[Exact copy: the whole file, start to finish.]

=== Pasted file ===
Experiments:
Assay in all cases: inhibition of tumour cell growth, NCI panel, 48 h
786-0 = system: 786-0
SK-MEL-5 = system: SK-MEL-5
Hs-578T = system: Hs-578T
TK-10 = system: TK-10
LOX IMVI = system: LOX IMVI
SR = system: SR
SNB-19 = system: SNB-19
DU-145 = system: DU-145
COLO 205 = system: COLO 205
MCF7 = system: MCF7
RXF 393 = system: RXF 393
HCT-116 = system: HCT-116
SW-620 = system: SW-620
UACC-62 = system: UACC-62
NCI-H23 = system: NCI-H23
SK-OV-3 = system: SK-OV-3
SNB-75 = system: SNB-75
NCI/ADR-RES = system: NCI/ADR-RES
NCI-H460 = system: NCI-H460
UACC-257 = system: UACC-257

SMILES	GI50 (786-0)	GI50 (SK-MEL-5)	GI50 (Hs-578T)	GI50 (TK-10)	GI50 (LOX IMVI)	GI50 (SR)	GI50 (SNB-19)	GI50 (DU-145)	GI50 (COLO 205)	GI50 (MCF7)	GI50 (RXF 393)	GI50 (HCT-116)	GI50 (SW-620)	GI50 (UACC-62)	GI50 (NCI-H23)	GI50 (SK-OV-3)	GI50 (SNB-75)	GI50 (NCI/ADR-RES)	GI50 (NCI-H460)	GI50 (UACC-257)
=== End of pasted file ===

Experiments:
Assay in all cases: inhibition of tumour cell growth, NCI panel, 48 h
786-0 = system: 786-0
SK-MEL-5 = system: SK-MEL-5
Hs-578T = system: Hs-578T
TK-10 = system: TK-10
LOX IMVI = system: LOX IMVI
SR = system: SR
SNB-19 = system: SNB-19
DU-145 = system: DU-145
COLO 205 = system: COLO 205
MCF7 = system: MCF7
RXF 393 = system: RXF 393
HCT-116 = system: HCT-116
SW-620 = system: SW-620
UACC-62 = system: UACC-62
NCI-H23 = system: NCI-H23
SK-OV-3 = system: SK-OV-3
SNB-75 = system: SNB-75
NCI/ADR-RES = system: NCI/ADR-RES
NCI-H460 = system: NCI-H460
UACC-257 = system: UACC-257

SMILES	GI50 (786-0)	GI50 (SK-MEL-5)	GI50 (Hs-578T)	GI50 (TK-10)	GI50 (LOX IMVI)	GI50 (SR)	GI50 (SNB-19)	GI50 (DU-145)	GI50 (COLO 205)	GI50 (MCF7)	GI50 (RXF 393)	GI50 (HCT-116)	GI50 (SW-620)	GI50 (UACC-62)	GI50 (NCI-H23)	GI50 (SK-OV-3)	GI50 (SNB-75)	GI50 (NCI/ADR-RES)	GI50 (NCI-H460)	GI50 (UACC-257)